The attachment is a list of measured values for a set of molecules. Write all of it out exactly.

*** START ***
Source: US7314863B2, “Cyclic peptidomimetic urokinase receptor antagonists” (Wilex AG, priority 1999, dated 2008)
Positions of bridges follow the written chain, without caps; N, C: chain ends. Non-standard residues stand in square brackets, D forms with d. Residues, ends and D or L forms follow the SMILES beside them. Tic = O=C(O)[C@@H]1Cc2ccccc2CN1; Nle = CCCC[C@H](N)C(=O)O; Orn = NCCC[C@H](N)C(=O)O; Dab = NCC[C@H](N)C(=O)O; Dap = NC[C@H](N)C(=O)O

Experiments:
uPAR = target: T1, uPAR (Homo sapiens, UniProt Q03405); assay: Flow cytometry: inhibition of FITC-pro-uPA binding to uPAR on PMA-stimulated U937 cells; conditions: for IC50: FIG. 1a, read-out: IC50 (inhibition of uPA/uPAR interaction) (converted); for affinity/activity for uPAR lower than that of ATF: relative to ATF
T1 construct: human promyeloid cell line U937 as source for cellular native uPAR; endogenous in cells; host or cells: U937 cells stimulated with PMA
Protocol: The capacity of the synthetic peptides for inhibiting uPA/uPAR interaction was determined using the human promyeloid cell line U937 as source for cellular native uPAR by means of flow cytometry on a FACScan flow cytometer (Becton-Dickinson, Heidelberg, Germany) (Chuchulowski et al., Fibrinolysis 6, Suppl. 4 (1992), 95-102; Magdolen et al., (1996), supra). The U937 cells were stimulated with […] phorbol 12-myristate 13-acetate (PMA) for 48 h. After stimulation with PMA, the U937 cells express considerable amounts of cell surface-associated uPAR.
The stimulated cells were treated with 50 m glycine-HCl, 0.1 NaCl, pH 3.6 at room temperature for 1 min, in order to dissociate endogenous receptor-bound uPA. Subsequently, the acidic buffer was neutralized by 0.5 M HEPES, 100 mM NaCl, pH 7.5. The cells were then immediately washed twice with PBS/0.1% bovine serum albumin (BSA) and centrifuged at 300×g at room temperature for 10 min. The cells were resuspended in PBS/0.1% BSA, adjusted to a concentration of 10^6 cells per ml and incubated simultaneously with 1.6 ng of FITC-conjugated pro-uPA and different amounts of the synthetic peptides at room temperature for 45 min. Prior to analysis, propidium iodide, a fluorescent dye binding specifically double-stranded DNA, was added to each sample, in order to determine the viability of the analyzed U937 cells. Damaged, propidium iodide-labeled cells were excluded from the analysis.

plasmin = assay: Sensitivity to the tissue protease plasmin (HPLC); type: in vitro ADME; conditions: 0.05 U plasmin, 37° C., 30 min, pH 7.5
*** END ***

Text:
Source: US7314863B2, “Cyclic peptidomimetic urokinase receptor antagonists” (Wilex AG, priority 1999, dated 2008)
Positions of bridges follow the written chain, without caps; N, C: chain ends. Non-standard residues stand in square brackets, D forms with d. Residues, ends and D or L forms follow the SMILES beside them. Tic = O=C(O)[C@@H]1Cc2ccccc2CN1; Nle = CCCC[C@H](N)C(=O)O; Orn = NCCC[C@H](N)C(=O)O; Dab = NCC[C@H](N)C(=O)O; Dap = NC[C@H](N)C(=O)O

Experiments:
uPAR = target: T1, uPAR (Homo sapiens, UniProt Q03405); assay: Flow cytometry: inhibition of FITC-pro-uPA binding to uPAR on PMA-stimulated U937 cells; conditions: for IC50: FIG. 1a, read-out: IC50 (inhibition of uPA/uPAR interaction) (converted); for affinity/activity for uPAR lower than that of ATF: relative to ATF
T1 construct: human promyeloid cell line U937 as source for cellular native uPAR; endogenous in cells; host or cells: U937 cells stimulated with PMA
Protocol: The capacity of the synthetic peptides for inhibiting uPA/uPAR interaction was determined using the human promyeloid cell line U937 as source for cellular native uPAR by means of flow cytometry on a FACScan flow cytometer (Becton-Dickinson, Heidelberg, Germany) (Chuchulowski et al., Fibrinolysis 6, Suppl. 4 (1992), 95-102; Magdolen et al., (1996), supra). The U937 cells were stimulated with […] phorbol 12-myristate 13-acetate (PMA) for 48 h. After stimulation with PMA, the U937 cells express considerable amounts of cell surface-associated uPAR.
The stimulated cells were treated with 50 m glycine-HCl, 0.1 NaCl, pH 3.6 at room temperature for 1 min, in order to dissociate endogenous receptor-bound uPA. Subsequently, the acidic buffer was neutralized by 0.5 M HEPES, 100 mM NaCl, pH 7.5. The cells were then immediately washed twice with PBS/0.1% bovine serum albumin (BSA) and centrifuged at 300×g at room temperature for 10 min. The cells were resuspended in PBS/0.1% BSA, adjusted to a concentration of 10^6 cells per ml and incubated simultaneously with 1.6 ng of FITC-conjugated pro-uPA and different amounts of the synthetic peptides at room temperature for 45 min. Prior to analysis, propidium iodide, a fluorescent dye binding specifically double-stranded DNA, was added to each sample, in order to determine the viability of the analyzed U937 cells. Damaged, propidium iodide-labeled cells were excluded from the analysis.

plasmin = assay: Sensitivity to the tissue protease plasmin (HPLC); type: in vitro ADME; conditions: 0.05 U plasmin, 37° C., 30 min, pH 7.5